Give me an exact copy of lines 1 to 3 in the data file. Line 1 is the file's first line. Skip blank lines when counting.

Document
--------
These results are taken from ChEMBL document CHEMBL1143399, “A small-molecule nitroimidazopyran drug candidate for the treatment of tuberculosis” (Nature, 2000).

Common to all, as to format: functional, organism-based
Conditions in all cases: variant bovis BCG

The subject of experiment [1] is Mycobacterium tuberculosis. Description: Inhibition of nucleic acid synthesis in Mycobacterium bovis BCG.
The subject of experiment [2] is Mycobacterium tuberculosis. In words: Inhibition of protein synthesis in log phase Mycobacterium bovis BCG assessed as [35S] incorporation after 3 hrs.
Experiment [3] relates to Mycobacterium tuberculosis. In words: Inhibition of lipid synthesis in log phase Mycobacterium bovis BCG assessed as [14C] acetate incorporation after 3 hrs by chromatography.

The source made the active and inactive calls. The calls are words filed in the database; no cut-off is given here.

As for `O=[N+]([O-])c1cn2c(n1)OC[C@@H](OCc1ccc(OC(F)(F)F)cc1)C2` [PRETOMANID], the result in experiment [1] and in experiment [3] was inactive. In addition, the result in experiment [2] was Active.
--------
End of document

These results are taken from ChEMBL document CHEMBL1143399, “A small-molecule nitroimidazopyran drug candidate for the treatment of tuberculosis” (Nature, 2000).

Common to all, as to format: functional, organism-based
Conditions in all cases: variant bovis BCG